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The Unique Problem with U.S. Health Care

How would you reform U.S. health care?

by Axios | Updated on 3.8.19

Democrats’ Medicare for All debate has turned into a referendum on the existence of private health insurance. But simply having private health insurance isn’t the weird thing about the U.S. system — the weird thing is how we go about it.

The big picture: Health care in the U.S. is yoked to employment — it's a form of compensation for workers, and then we use a smattering of public programs to fill in the gaps. Other rich countries, though, treat health care like a social program and organize their systems accordingly. And their way is cheaper and more effective.

About half of all Americans have health insurance through an employer, making it the single biggest source of coverage in the country.

  • If you look at other rich countries comparable to the U.S., you’ll find plenty of roles for private insurance. But you won’t find such a close tie between work and health care very often.
  • Most of those countries’ health care systems have better results than we do, for a lot less money. They’re also able to cover almost their entire populations.

How it works: If you get health insurance through your job, your employer probably pays most of your premiums. It doesn’t have to pay taxes on those benefits.

  • That’s the single biggest tax break in the U.S. In 2018 alone, it allowed employers to avoid some $280 billion in taxes they otherwise would have owed, per the Tax Policy Center.

“One of the distortions in the market is the tax advantage. Whether employers want to be in this business, the evidence is mixed,” said Ashish Jha, the director of Harvard Global Health Institute.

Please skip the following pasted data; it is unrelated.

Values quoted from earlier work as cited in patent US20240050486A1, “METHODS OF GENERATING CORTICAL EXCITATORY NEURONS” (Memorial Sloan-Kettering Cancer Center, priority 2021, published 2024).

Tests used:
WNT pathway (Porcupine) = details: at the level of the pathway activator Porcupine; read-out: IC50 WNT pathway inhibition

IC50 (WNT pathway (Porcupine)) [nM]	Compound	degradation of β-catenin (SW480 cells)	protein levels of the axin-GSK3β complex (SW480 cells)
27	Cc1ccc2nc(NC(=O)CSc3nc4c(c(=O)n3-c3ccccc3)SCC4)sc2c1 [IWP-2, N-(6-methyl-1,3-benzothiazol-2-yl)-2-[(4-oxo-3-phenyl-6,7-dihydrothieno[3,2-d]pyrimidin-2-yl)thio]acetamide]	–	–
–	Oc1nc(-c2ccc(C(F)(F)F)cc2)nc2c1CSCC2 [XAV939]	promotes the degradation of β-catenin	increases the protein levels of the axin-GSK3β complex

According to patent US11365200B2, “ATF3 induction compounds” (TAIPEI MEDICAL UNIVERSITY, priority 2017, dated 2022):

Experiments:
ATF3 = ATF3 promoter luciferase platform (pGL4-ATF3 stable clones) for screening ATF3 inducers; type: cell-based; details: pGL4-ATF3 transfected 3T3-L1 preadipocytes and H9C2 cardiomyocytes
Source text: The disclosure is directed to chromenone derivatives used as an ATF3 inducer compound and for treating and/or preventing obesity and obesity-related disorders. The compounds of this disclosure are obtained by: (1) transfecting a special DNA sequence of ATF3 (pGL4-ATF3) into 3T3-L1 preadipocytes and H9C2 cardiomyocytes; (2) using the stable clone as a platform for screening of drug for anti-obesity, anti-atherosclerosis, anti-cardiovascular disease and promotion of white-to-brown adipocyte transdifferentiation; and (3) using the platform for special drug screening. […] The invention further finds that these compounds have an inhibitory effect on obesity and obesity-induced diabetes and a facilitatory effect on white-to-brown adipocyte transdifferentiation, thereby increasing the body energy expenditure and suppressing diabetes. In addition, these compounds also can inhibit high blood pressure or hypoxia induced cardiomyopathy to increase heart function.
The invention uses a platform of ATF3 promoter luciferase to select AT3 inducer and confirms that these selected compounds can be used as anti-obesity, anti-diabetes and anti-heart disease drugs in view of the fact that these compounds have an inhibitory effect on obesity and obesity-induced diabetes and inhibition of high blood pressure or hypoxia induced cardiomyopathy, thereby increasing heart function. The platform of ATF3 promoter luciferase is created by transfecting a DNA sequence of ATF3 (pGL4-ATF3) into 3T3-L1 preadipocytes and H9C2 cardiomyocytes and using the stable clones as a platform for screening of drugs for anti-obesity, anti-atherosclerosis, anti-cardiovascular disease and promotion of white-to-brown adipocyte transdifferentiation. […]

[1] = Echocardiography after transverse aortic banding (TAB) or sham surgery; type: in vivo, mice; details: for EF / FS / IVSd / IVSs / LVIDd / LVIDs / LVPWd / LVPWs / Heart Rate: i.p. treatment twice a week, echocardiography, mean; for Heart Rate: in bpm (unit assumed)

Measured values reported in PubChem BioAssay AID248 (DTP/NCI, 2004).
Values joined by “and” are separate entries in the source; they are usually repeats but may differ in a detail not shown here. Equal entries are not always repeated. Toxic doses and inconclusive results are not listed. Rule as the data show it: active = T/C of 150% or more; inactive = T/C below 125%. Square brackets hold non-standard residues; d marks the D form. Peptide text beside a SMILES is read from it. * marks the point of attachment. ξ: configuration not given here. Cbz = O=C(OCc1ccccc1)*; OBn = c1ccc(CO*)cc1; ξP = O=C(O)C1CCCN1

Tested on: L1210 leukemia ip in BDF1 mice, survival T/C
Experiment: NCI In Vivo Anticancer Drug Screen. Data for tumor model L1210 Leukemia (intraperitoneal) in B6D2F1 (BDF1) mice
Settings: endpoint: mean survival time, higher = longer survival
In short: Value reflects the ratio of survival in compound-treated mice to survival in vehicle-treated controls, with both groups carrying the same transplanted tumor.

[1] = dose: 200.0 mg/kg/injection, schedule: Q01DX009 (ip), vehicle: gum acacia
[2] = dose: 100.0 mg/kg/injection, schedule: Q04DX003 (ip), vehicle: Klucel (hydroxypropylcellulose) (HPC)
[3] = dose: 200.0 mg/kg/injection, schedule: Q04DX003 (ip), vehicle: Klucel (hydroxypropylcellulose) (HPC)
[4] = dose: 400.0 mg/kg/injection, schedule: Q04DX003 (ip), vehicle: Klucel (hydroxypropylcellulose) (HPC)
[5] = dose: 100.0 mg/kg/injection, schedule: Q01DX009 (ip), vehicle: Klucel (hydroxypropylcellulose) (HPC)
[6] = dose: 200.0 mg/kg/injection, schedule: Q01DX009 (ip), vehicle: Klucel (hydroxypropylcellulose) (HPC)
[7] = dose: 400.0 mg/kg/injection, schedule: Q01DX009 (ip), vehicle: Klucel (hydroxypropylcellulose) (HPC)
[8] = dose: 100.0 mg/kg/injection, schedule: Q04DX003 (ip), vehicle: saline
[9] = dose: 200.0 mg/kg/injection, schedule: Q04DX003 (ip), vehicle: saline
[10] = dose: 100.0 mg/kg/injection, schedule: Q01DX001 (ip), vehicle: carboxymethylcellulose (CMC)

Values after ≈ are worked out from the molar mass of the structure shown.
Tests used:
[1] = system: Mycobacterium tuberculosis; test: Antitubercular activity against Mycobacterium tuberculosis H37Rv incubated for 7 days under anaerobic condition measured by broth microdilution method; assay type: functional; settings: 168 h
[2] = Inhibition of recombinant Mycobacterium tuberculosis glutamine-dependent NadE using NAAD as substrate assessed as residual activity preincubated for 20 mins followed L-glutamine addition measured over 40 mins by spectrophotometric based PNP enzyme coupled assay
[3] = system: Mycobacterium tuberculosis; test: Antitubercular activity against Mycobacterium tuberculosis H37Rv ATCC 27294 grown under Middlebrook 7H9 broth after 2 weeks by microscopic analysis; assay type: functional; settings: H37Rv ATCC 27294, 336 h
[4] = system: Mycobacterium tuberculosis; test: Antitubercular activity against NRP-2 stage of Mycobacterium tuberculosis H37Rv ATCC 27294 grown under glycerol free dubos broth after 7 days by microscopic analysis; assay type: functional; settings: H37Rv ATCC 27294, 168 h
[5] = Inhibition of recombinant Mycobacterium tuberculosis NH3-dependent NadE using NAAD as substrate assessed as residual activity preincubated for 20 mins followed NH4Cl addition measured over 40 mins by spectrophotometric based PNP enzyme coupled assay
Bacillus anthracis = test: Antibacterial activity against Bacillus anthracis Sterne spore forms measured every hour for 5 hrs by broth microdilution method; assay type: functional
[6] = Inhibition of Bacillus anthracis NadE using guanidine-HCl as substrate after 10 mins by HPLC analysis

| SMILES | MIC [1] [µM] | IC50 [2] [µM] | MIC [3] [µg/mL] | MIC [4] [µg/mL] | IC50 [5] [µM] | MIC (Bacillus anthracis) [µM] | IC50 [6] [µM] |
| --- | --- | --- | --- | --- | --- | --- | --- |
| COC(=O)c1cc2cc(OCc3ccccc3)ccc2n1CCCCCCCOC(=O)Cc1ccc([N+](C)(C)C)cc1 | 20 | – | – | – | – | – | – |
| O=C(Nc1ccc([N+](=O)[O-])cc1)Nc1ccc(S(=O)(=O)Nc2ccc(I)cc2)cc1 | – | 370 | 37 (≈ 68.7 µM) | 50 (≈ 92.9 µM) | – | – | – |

• Some companies love being able to provide tax-free compensation, he said, while others, especially smaller businesses, are overwhelmed by the complexity of managing health benefits and would simply prefer to not have to take on that workload.
  • Employers’ piece of the pie adds up to about 20% of total U.S. health care spending, according to federal data.

“In other countries [employers will] contribute, but not be responsible for providing the insurance,” said Irene Papanicolas, a health economist at the London School of Economics.

The closest comparisons to the U.S., among performing European countries, would probably be Switzerland and the Netherlands, Papanicolas and Jha said.

  • Both of those countries have achieved universal coverage through private insurance.
  • But the government tightly regulates what those plans cover, so even when a change in job might cause you to change insurance, the differences won’t be as great as they can be in the U.S., Jha said.
  • Those countries, like most of Europe, also have stronger safety nets for people who are unemployed.

Between the lines: The Affordable Care Act tried to nudge the U.S. in this direction. It’s a regime of subsidized private insurance that you purchase on your own, which has to cover a specific set of benefits and abide by a standard set of consumer protections.